I heard a prominent lawyer say that juvenile delinquency is no more prevalent today that it was in the ‘20's. Do you think this is so?

After every war there is always an upsurge of juvenile delinquency, and it is quite understandable. Those who were young, and not old enough to go to war, usually did not have as much discipline as they should have had, since their elders were away. Those who went to war and returned and are still young have had so much discipline that the return to civilian life is difficult. It always takes a certain amount of time to return to normal conditions, but this war was longer and more devastating and it will undoubtedly affect more young people adversely, and take longer to recover from it.

 

You have implied in your newspaper column that we should support a progressive in the next Presidential campaign. As you look at both major parties today, do you see any such person worthy of support? If a third party presented such a candidate, would you support him?

I think things need to be done so quickly today that it would be a great pity if a third party came into the field. It seems to me that we are facing a situation which a democracy must face sooner or later. The leadership must come from the people and they must see that they uphold the liberal things which the leaders do and even that they initiate them if they desire liberal government.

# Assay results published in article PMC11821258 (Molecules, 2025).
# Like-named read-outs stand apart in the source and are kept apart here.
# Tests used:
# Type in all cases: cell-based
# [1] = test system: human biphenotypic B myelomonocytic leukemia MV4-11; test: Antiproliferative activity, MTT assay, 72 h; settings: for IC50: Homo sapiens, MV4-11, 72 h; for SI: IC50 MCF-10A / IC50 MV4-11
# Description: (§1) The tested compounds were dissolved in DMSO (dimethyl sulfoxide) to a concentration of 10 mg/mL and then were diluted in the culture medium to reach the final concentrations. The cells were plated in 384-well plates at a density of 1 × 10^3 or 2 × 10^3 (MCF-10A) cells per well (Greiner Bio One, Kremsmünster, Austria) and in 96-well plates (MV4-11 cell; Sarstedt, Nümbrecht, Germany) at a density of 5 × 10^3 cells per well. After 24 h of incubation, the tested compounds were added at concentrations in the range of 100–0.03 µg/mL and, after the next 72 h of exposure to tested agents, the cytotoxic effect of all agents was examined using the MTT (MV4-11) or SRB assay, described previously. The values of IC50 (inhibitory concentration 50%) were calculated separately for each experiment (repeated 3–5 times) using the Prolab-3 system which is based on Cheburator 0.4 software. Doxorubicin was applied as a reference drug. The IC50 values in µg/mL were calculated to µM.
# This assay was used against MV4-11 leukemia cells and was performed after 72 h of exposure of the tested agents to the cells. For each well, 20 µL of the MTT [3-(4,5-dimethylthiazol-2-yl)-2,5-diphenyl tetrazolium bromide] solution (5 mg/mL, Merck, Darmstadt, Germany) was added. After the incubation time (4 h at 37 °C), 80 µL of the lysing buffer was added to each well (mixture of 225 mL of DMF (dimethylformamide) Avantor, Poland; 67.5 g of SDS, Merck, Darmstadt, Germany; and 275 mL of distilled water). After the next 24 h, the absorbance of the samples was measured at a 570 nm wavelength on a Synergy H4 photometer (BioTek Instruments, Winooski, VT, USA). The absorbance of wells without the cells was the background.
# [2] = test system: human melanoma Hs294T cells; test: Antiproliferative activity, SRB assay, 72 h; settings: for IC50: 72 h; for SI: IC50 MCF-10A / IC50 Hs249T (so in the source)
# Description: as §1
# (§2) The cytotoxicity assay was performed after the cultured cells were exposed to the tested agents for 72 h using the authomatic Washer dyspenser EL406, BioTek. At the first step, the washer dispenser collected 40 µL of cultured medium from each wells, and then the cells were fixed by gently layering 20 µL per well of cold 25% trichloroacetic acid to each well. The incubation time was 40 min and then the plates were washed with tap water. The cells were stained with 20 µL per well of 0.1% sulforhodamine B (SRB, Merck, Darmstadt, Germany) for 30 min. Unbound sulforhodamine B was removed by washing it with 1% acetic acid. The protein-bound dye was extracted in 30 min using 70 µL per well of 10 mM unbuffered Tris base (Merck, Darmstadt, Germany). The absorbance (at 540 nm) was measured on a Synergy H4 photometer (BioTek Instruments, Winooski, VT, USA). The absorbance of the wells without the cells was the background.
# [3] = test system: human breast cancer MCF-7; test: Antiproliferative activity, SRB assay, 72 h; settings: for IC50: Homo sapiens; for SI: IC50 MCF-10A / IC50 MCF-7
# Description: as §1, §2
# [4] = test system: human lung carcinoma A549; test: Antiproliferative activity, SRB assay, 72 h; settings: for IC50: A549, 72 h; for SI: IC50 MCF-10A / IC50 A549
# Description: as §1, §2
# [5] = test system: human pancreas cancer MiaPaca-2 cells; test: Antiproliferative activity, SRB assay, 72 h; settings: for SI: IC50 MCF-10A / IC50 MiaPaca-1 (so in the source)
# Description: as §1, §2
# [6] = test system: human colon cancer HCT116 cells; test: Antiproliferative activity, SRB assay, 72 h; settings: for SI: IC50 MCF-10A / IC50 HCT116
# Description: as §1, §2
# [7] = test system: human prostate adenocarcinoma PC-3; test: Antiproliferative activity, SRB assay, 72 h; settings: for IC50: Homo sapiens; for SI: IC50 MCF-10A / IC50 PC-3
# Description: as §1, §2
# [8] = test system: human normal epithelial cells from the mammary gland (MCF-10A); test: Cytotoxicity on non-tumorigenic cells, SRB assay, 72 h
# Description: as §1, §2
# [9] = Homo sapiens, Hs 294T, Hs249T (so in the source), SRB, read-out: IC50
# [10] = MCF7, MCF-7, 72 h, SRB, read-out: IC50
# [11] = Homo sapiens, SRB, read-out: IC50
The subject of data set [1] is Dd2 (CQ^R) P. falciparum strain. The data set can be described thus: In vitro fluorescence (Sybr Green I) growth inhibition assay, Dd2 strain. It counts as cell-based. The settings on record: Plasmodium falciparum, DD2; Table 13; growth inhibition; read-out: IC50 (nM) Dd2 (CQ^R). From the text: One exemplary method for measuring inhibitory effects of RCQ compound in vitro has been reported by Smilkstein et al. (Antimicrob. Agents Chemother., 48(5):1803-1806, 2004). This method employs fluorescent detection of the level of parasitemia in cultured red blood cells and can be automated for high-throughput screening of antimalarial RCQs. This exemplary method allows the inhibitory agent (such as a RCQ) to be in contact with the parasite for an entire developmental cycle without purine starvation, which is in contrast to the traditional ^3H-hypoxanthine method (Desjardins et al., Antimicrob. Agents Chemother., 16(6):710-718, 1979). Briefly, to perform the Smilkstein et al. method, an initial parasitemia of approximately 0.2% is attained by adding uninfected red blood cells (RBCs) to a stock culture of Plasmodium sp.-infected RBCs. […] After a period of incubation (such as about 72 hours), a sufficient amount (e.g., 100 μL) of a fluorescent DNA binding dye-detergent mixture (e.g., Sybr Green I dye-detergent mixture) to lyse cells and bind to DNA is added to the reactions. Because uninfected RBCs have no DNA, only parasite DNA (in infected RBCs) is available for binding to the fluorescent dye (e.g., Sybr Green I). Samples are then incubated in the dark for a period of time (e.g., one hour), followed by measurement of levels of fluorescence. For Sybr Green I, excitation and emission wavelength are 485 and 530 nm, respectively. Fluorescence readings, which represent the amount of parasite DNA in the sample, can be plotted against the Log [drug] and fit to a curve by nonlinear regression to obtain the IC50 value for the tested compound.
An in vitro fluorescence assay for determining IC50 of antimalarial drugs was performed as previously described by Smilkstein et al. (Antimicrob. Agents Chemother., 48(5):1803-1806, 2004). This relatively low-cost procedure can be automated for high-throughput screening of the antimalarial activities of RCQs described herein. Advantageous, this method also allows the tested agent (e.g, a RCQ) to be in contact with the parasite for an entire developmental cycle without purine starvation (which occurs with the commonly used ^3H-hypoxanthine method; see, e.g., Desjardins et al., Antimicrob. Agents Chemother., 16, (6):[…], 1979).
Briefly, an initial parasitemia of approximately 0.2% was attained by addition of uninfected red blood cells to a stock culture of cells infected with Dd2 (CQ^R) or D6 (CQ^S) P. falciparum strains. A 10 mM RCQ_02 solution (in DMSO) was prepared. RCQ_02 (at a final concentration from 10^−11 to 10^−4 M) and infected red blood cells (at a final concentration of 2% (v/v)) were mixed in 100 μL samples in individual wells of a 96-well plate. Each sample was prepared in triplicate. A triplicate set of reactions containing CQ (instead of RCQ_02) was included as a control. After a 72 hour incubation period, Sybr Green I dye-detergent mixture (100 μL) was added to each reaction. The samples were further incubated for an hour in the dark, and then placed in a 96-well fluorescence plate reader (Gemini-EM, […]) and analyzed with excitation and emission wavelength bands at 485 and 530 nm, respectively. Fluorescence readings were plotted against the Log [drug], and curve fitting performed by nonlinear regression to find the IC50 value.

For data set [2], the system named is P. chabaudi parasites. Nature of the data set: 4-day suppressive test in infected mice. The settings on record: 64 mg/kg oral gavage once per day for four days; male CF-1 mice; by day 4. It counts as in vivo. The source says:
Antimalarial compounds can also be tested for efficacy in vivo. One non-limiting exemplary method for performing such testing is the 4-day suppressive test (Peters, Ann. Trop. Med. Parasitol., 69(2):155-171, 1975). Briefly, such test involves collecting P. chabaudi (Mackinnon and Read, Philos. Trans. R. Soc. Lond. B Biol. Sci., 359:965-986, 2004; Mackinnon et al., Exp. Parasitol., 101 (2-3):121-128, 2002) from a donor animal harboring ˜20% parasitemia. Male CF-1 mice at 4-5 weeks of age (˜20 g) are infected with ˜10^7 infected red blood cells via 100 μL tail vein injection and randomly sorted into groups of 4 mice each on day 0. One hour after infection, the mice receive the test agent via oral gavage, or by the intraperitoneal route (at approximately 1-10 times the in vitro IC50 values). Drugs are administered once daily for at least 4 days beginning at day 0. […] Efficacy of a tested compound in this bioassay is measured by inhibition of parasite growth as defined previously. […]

My own feeling is that there are more liberal people who are leaders in the Administration, and in the legislative branch of our Government, belonging to the Democratic Party. That being the case, I shall work in the Democratic Party. As Congress goes on its way, there have emerged a few liberal Republicans, but when you balance one party against the other, the balance is still in favor of the Democrats, and if the people make it clear that what they are looking for is a liberal Government, I think they can obtain it and that there is an opportunity, even in the South, to throw out the reactionary individuals and elect more liberal candidates.

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About this document

If You Ask Me, September 1947

Roosevelt, Eleanor, 1884-1962
[ ERPP bio | VIAF | WorldCat | DPLA | SNAC ]

Ladies' Home Journal, volume 64, September 1947

Digital edition created by The Eleanor Roosevelt Papers Project

Digital edition published 2014, 2016 by
The Eleanor Roosevelt Papers Project
The George Washington University